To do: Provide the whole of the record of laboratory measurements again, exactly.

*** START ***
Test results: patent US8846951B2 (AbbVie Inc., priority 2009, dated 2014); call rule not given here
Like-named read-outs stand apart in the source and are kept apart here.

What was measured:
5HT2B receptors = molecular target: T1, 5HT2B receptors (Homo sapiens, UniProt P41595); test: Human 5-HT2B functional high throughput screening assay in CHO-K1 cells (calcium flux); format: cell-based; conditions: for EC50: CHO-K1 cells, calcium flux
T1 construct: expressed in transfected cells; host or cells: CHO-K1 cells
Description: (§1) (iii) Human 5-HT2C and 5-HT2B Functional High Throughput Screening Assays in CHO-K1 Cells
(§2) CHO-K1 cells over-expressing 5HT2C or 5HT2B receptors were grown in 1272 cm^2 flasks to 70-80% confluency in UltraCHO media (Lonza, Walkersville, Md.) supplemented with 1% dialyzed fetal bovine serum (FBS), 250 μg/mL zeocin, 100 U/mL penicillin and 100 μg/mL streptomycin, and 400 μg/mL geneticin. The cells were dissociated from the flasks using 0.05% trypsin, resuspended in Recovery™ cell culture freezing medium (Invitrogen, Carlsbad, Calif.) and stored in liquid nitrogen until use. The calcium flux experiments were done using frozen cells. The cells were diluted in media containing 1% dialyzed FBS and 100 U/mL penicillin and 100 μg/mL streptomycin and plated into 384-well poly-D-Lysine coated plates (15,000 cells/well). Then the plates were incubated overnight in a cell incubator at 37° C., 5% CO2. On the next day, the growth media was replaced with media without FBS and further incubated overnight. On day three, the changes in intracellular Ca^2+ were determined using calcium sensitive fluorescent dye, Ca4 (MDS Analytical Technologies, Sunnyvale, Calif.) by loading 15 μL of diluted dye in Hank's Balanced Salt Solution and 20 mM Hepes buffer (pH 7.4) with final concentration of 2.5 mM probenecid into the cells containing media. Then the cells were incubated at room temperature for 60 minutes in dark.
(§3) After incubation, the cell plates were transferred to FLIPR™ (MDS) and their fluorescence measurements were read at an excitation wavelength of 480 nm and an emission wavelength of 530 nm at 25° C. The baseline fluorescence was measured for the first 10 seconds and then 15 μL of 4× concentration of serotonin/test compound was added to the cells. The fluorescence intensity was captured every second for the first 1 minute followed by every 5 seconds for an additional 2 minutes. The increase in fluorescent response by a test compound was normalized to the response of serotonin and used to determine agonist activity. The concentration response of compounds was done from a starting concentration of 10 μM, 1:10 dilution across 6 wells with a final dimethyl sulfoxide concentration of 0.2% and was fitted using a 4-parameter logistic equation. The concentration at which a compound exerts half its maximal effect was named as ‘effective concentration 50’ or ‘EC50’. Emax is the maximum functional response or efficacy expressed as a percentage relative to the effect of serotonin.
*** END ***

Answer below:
Test results: patent US8846951B2 (AbbVie Inc., priority 2009, dated 2014); call rule not given here
Like-named read-outs stand apart in the source and are kept apart here.

What was measured:
5HT2B receptors = molecular target: T1, 5HT2B receptors (Homo sapiens, UniProt P41595); test: Human 5-HT2B functional high throughput screening assay in CHO-K1 cells (calcium flux); format: cell-based; conditions: for EC50: CHO-K1 cells, calcium flux
T1 construct: expressed in transfected cells; host or cells: CHO-K1 cells
Description: (§1) (iii) Human 5-HT2C and 5-HT2B Functional High Throughput Screening Assays in CHO-K1 Cells
(§2) CHO-K1 cells over-expressing 5HT2C or 5HT2B receptors were grown in 1272 cm^2 flasks to 70-80% confluency in UltraCHO media (Lonza, Walkersville, Md.) supplemented with 1% dialyzed fetal bovine serum (FBS), 250 μg/mL zeocin, 100 U/mL penicillin and 100 μg/mL streptomycin, and 400 μg/mL geneticin. The cells were dissociated from the flasks using 0.05% trypsin, resuspended in Recovery™ cell culture freezing medium (Invitrogen, Carlsbad, Calif.) and stored in liquid nitrogen until use. The calcium flux experiments were done using frozen cells. The cells were diluted in media containing 1% dialyzed FBS and 100 U/mL penicillin and 100 μg/mL streptomycin and plated into 384-well poly-D-Lysine coated plates (15,000 cells/well). Then the plates were incubated overnight in a cell incubator at 37° C., 5% CO2. On the next day, the growth media was replaced with media without FBS and further incubated overnight. On day three, the changes in intracellular Ca^2+ were determined using calcium sensitive fluorescent dye, Ca4 (MDS Analytical Technologies, Sunnyvale, Calif.) by loading 15 μL of diluted dye in Hank's Balanced Salt Solution and 20 mM Hepes buffer (pH 7.4) with final concentration of 2.5 mM probenecid into the cells containing media. Then the cells were incubated at room temperature for 60 minutes in dark.
(§3) After incubation, the cell plates were transferred to FLIPR™ (MDS) and their fluorescence measurements were read at an excitation wavelength of 480 nm and an emission wavelength of 530 nm at 25° C. The baseline fluorescence was measured for the first 10 seconds and then 15 μL of 4× concentration of serotonin/test compound was added to the cells. The fluorescence intensity was captured every second for the first 1 minute followed by every 5 seconds for an additional 2 minutes. The increase in fluorescent response by a test compound was normalized to the response of serotonin and used to determine agonist activity. The concentration response of compounds was done from a starting concentration of 10 μM, 1:10 dilution across 6 wells with a final dimethyl sulfoxide concentration of 0.2% and was fitted using a 4-parameter logistic equation. The concentration at which a compound exerts half its maximal effect was named as ‘effective concentration 50’ or ‘EC50’. Emax is the maximum functional response or efficacy expressed as a percentage relative to the effect of serotonin.